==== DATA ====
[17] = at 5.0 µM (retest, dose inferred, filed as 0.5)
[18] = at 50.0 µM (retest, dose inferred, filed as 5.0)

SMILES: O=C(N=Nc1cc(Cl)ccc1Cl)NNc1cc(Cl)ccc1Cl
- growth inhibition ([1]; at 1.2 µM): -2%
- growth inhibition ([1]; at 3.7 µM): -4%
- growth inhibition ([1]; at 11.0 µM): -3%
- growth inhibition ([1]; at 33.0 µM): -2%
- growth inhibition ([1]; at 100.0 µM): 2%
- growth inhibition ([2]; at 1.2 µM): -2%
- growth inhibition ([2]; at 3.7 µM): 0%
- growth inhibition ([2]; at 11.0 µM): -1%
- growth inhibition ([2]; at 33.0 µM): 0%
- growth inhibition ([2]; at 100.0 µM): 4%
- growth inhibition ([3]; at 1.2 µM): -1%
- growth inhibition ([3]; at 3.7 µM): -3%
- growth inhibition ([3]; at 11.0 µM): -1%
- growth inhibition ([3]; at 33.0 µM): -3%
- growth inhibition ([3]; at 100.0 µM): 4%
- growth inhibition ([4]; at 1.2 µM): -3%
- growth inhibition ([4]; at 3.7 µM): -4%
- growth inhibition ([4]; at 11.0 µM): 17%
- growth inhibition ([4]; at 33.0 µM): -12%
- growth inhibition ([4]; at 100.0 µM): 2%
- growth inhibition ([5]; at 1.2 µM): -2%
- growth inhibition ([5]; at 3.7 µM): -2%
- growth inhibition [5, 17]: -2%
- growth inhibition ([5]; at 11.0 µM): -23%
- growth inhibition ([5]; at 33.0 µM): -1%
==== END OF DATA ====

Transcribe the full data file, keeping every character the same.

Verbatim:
[17] = at 5.0 µM (retest, dose inferred, filed as 0.5)
[18] = at 50.0 µM (retest, dose inferred, filed as 5.0)

SMILES: O=C(N=Nc1cc(Cl)ccc1Cl)NNc1cc(Cl)ccc1Cl
- growth inhibition ([1]; at 1.2 µM): -2%
- growth inhibition ([1]; at 3.7 µM): -4%
- growth inhibition ([1]; at 11.0 µM): -3%
- growth inhibition ([1]; at 33.0 µM): -2%
- growth inhibition ([1]; at 100.0 µM): 2%
- growth inhibition ([2]; at 1.2 µM): -2%
- growth inhibition ([2]; at 3.7 µM): 0%
- growth inhibition ([2]; at 11.0 µM): -1%
- growth inhibition ([2]; at 33.0 µM): 0%
- growth inhibition ([2]; at 100.0 µM): 4%
- growth inhibition ([3]; at 1.2 µM): -1%
- growth inhibition ([3]; at 3.7 µM): -3%
- growth inhibition ([3]; at 11.0 µM): -1%
- growth inhibition ([3]; at 33.0 µM): -3%
- growth inhibition ([3]; at 100.0 µM): 4%
- growth inhibition ([4]; at 1.2 µM): -3%
- growth inhibition ([4]; at 3.7 µM): -4%
- growth inhibition ([4]; at 11.0 µM): 17%
- growth inhibition ([4]; at 33.0 µM): -12%
- growth inhibition ([4]; at 100.0 µM): 2%
- growth inhibition ([5]; at 1.2 µM): -2%
- growth inhibition ([5]; at 3.7 µM): -2%
- growth inhibition [5, 17]: -2%
- growth inhibition ([5]; at 11.0 µM): -23%
- growth inhibition ([5]; at 33.0 µM): -1%